Item #23562.05, $4,250

Sherman Dishes on Lincoln & Thomas, Meade, Sheridan, Halleck & Grant

WILLIAM TECUMSEH SHERMAN, Autograph Letter Signed, to General Henry Cist. Washington, D.C., November 7, 1879, 12 pp., 5 x 7¾ in. On “Headquarters Army of the U.S.” stationery.

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Sherman clarifies promotions of some of the Union’s most iconic generals, going back to the Civil War, and when U.S. Grant assumed the presidency and Sherman came to command the entire army.

Item #23562.04, $5,500

“Let Us Have Faith that Right Makes Might…”

[ABRAHAM LINCOLN] SCHUYLER COLFAX, Autograph Quote Signed, from Lincoln’s Cooper Institute speech given on February 27, 1860. Sept 10, 1877.

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Schuyler Colfax, U.S. representative from Indiana and vice president under Ulysses S. Grant, pens a famous quote from Lincoln’s Cooper Institute speech.

Item #23916, $950

“The Chambered Nautilus” by Oliver Wendell Holmes

OLIVER WENDELL HOLMES, Autograph Manuscript Signed, The Chambered Nautilus, 1890. Boston, April 13, 1890. 3 pp., 7 x 4½ inches. With later notation in French, in hand of M. Bentson (?), signed and dated Boston 1893 on verso.

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Among his most famous poems, Holmes wrote The Chambered Nautilus in 1858. Here, he writes it out in full and signs it in 1890.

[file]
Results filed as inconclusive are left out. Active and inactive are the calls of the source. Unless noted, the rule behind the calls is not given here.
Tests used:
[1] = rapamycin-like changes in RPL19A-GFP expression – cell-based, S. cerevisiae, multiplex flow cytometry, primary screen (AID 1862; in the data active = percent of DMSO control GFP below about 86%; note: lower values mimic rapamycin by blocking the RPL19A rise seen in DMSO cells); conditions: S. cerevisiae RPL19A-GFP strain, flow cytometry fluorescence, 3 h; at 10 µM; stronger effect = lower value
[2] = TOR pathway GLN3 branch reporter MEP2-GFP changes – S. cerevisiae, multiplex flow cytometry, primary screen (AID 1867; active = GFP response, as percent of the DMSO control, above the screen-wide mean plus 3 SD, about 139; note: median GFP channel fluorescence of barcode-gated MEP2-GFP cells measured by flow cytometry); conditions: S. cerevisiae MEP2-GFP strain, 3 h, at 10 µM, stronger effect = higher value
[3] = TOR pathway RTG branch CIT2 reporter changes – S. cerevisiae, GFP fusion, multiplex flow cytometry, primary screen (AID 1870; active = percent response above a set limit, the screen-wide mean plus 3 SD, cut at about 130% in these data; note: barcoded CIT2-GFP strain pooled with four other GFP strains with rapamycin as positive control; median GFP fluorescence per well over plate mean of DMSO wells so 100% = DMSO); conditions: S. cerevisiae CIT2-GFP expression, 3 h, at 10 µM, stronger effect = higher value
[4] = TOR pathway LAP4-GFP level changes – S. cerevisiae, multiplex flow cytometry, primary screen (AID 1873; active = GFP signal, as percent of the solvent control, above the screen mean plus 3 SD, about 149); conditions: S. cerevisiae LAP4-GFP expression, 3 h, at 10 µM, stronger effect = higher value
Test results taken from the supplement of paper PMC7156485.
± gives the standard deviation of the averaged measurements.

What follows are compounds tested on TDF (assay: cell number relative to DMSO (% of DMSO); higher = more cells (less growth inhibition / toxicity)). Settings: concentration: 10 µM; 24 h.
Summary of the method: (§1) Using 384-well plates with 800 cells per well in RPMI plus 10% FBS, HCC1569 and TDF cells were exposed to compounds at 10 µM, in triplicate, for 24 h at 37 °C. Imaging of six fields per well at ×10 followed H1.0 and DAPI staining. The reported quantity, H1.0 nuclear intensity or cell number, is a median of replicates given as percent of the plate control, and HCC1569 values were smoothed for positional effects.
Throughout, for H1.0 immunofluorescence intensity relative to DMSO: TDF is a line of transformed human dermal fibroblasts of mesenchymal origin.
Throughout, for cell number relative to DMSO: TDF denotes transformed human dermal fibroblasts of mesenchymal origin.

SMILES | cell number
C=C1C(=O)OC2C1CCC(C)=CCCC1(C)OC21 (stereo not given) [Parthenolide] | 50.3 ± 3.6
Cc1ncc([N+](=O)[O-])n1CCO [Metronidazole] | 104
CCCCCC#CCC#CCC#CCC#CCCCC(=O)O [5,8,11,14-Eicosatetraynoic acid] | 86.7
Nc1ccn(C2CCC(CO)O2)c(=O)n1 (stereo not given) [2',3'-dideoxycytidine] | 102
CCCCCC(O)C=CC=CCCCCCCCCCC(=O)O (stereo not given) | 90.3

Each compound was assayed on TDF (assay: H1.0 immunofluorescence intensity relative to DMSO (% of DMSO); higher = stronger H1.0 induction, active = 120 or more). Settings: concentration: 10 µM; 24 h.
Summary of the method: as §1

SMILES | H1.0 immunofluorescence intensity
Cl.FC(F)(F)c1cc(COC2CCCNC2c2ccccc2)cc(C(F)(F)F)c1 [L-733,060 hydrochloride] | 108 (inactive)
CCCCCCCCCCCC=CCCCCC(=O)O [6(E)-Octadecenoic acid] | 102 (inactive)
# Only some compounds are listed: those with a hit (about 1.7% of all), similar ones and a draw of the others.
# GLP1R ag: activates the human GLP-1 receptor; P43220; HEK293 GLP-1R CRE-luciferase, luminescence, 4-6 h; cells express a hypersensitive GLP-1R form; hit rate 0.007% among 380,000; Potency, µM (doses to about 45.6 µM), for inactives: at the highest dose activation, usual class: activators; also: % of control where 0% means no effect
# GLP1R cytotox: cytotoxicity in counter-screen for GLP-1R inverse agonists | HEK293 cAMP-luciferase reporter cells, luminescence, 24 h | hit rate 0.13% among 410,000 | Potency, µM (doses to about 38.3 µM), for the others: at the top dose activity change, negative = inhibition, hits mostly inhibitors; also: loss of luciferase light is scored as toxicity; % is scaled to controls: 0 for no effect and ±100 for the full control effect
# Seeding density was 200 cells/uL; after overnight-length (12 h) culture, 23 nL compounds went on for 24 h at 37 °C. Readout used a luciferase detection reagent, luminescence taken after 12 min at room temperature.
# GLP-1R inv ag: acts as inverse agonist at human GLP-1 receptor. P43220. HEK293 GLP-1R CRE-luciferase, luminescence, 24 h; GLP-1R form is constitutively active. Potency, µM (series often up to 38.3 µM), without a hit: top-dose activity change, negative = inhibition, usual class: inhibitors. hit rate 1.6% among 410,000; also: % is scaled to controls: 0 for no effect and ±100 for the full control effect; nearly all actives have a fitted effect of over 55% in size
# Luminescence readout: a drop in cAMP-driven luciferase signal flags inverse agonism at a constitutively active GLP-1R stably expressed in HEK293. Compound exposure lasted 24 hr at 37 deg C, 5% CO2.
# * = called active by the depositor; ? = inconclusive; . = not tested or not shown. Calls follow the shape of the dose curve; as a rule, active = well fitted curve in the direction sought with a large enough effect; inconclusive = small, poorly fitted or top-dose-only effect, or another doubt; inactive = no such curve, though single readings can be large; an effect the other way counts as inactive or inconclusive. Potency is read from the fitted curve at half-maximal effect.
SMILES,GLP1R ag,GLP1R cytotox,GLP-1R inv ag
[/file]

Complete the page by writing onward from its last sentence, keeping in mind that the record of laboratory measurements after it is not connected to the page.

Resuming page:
Item #23829, $3,750

A Full Year of the
“Great Temperance Paper of the United States.”

[TEMPERANCE], Newspaper. The New York Voice, New York, N.Y., January 6, 1898 to December 15, 1898. Bound volume, 52 issues.

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Item #22510, $900

Henry Du Pont Signed Stock Certificate

[HENRY DU PONT], Printed Document Signed (“H. du Pont”). January 22, 1897. 1p. oblong quarto.

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Item #20061, $500

Seesaw - Gloucester, MA - Drawn by Winslow Homer

[HARPER’S WEEKLY], Newspaper. Harper’s Weekly, September 12, 1874.

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Item #H-9-12-1874, $295

A Christmas Classic by Thomas Nast

[CHRISTMAS], Newspaper. Harper’s Weekly, New York, N.Y., December 24, 1881. 16 pp., 11¼ x 16 in.

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CAUGHT! Thomas Nast’s classic image of Santa Claus being hugged by a little girl graces the front cover of this issue of Harper’s Weekly.

The double-page centerfold is another nice Thomas Nast Christmas print, “Christmas Fancies – ‘Don’t You Wish You Wore Stockings?’,” showing children and their dog in front of a fireplace. Will Carleton’s poem, The Christmas Tree, is illustrated with art by Howard Pyle which fills nearly an entire page. Other prints include the “Electric Railway at Berlin, Prussia,” “The Ring Theatre, Vienna, Recently Destroyed by Fire,” “Hon. Frederick T. Frelinghuysen, Secretary of State,” “The Late John W. Forney,” “Short and Sweet – ‘It’s Too Too Too Funny!’,”  and “The Interrupted Journey.” Thomas Nast is credited with creating the modern version of Santa Claus.

Item #H 12-24-1881, $375

Benjamin Butler Signed Stock Certificate

[BENJAMIN BUTLER], Stock certificate of fifteen shares of the Georgia Investment and Development Co. signed by Benjamin Butler as President. March 14, 1891.

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Item #23084, $1,000

An Invitation to Join the Temperance Union

WOMEN’S CHRISTIAN TEMPERANCE UNION, Printed Postcard Invitation. Unused.

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Item #21678.07, $100